Saturday, November 22, 2014
The House That Would Not Die (1970)
Ugh, that's a title that just punches you in the face, isn't it! While grammatically correct, The House That Would Not Die is a title that just feels off due to its drawn out nature, and from this point onwards, and going to contract it to a more comfortable form.
Ruth Bennett and her niece Sara have just moved into a new home, left to them in the will of a relation. The house seems fine at first, but soon shows a disturbing side as Sara is possessed at intermittent moments by the spirit of a woman named Ammie. Ruth, and neighbours/new friends Pat, and Stan, don't know what to think at first, with Pat believing Sara is a latent schizophrenic, but they soon realize the ghostly truth. As the possessions get worse and more violent, everyone must find out the truth behind Amie and her obsessive father's spirit before it's too late...
The House That Wouldn't Die is a tense and softly eerie ghost story. I'm tempted to say that it's more of a ghost tale than an outright horror film, but I don't wanna sounds like one of those pretentious dicks who hate all horror films except certain ones, which they do their best to classify as 'thrillers' or other such 'acceptable' genres rather than horror. Still, that's what the film is like. It has no body count, instead relying on its plot, creepy atmosphere, and subtle scares to carry it, and it works fantastically! Anyone who says G/PG rated horror films can't work are dolts!
The story to this movie is a well-written one, following the characters as they realize what's going on, and investigate to find its cause. The characters are likeable, and realistic, thankfully. When there's clearly nasty ghost activity, they believe it for one (thank God!), and want to leave and move away! Also thankfully, the reason they do stay is also a well-crafted one.
The mystery here is very well-handled, with a good dripfeed of information. We don't get too much at once, or too little. The answers are revealed well, and best of all, the ending not only didn't piss me off, but it's also not abrupt! A 74 minute TV movie with a well-paced ending! GASP!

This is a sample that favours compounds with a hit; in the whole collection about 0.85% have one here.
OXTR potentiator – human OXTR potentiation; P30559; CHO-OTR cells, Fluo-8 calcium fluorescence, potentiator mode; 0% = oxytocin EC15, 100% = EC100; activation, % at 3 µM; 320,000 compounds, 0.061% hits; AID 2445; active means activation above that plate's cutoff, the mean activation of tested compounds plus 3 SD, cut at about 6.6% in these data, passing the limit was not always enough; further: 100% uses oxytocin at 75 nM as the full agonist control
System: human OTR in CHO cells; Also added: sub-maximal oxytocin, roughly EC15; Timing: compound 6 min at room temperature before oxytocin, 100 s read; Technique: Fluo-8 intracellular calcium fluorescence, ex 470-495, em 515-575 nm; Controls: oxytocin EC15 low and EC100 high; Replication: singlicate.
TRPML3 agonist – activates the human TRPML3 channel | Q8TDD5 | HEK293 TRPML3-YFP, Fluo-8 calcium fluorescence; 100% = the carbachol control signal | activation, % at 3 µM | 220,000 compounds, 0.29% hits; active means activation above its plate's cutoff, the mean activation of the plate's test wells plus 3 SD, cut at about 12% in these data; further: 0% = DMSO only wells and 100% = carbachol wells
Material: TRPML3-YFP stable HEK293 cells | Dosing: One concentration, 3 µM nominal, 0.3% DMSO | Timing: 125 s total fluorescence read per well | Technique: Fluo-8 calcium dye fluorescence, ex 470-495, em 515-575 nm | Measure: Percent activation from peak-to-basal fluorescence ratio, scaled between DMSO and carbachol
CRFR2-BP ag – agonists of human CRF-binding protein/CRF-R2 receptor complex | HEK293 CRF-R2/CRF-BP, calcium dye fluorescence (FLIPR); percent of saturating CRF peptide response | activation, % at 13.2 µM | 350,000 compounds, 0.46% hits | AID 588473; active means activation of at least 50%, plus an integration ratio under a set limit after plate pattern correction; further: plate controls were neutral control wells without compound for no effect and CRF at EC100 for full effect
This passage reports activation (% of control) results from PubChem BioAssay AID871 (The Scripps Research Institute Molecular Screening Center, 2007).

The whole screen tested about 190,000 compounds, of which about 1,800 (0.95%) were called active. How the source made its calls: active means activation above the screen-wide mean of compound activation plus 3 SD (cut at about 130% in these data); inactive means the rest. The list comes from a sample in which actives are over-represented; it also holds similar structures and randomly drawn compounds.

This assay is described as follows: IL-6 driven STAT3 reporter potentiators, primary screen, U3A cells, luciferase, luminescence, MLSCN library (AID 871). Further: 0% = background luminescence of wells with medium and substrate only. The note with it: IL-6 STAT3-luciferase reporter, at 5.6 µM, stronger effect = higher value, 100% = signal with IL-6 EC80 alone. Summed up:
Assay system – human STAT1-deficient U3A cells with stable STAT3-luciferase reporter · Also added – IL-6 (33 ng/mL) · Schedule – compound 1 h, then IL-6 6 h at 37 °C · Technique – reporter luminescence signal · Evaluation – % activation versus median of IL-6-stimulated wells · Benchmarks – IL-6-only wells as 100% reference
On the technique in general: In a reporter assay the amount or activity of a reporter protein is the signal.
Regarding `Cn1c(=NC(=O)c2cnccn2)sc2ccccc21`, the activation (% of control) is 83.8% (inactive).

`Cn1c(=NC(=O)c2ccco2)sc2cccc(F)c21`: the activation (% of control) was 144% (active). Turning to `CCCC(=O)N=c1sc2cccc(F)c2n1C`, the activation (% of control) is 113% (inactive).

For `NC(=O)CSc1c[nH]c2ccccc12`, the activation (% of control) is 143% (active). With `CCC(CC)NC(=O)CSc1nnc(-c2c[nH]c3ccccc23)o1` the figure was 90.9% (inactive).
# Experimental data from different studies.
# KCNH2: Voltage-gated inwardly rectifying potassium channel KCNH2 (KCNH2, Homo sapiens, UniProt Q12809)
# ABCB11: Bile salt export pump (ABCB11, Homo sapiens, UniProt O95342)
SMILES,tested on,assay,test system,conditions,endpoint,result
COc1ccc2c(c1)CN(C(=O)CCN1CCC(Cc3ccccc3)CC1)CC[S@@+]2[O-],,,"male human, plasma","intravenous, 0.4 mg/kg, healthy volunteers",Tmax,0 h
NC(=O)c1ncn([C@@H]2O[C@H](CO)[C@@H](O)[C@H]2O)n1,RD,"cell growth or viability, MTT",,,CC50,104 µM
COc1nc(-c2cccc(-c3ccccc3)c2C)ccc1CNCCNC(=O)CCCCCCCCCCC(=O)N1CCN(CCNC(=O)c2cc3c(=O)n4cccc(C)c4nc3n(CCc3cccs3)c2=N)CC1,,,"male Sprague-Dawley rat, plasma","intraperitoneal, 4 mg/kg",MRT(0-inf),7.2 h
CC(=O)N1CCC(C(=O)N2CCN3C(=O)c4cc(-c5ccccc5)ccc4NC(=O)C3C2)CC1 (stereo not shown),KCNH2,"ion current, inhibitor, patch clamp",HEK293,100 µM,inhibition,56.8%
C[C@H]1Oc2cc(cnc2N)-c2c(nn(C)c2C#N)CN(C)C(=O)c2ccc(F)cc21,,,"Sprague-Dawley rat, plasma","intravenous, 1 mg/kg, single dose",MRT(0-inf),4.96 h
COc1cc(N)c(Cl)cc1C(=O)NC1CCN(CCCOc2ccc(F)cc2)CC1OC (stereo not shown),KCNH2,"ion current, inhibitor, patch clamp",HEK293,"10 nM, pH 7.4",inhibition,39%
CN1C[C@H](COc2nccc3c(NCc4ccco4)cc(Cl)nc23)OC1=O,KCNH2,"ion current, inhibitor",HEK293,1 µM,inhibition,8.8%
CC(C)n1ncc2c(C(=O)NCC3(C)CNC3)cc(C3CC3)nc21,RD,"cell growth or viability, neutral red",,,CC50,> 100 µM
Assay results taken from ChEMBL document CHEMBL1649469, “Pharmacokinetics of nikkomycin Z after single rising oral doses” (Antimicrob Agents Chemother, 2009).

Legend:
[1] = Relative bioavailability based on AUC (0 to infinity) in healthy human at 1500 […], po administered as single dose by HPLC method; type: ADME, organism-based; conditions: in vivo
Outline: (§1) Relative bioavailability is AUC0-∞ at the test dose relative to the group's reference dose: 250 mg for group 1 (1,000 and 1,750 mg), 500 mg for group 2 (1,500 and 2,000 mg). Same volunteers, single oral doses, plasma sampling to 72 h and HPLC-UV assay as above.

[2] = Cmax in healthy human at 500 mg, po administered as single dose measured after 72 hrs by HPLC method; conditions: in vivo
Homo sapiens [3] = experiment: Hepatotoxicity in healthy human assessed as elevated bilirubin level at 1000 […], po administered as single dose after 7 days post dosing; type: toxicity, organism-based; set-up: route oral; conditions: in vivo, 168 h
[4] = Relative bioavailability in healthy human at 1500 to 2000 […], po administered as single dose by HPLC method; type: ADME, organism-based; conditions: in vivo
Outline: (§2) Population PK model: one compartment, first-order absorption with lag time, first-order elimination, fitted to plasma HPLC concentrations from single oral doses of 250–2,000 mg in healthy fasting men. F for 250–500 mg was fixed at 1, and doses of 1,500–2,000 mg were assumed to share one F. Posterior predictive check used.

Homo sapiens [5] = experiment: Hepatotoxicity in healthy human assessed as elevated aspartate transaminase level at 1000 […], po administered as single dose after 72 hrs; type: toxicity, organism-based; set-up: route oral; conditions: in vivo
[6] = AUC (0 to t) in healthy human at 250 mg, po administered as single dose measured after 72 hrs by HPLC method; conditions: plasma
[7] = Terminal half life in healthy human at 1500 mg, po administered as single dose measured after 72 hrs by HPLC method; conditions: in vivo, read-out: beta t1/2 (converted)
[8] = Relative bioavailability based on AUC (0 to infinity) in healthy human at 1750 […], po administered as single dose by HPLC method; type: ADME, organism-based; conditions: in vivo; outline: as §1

The House That Wouldn't Die is replete with ooky and tense scenes, all of which are directed very well! The scoring is suitably spooky, as well as more softly upbeat come the end.
The acting here is all very good, from Barbara Stanwyck, to Richard Egan, to Michael Anderson Jr., and a debuting Katherine 'Kitty' Wynn (The Exorcist) does fantastically! Especially good is Richard Egan when he's possessed. He's quietly evil, and it works wonders for the film's atmosphere. There's one scene that's not so good though. It's a dream sequence, and the slow motion renders the acting hilarious! And Kitty Wynn's over-the-top gesticulations and facial expressions don't help.
For a TV movie, the direction here is quite good, as mentioned above. There are some scenes that are shot very stylishly! One of my only issue with this movie are a few segues, which are very abrupt and/or disorienting. For example, a character picks up a scroll, the camera zooms-in on the parchment, zooms out and suddenly the characters are reading the scroll in a totally different building!
There's also a dumb scene involving a family bible with a stricken out name. A character manages to rapidly and easily shave the ink off, off of three hundred year old paper no less, leaving no damage to the page, and exposing the hidden name! Bullcrap!
The House That Wouldn't Die is a highly entertaining ghost story, and I can't recommend it enough! It's well worth a watch for horror fans out there!...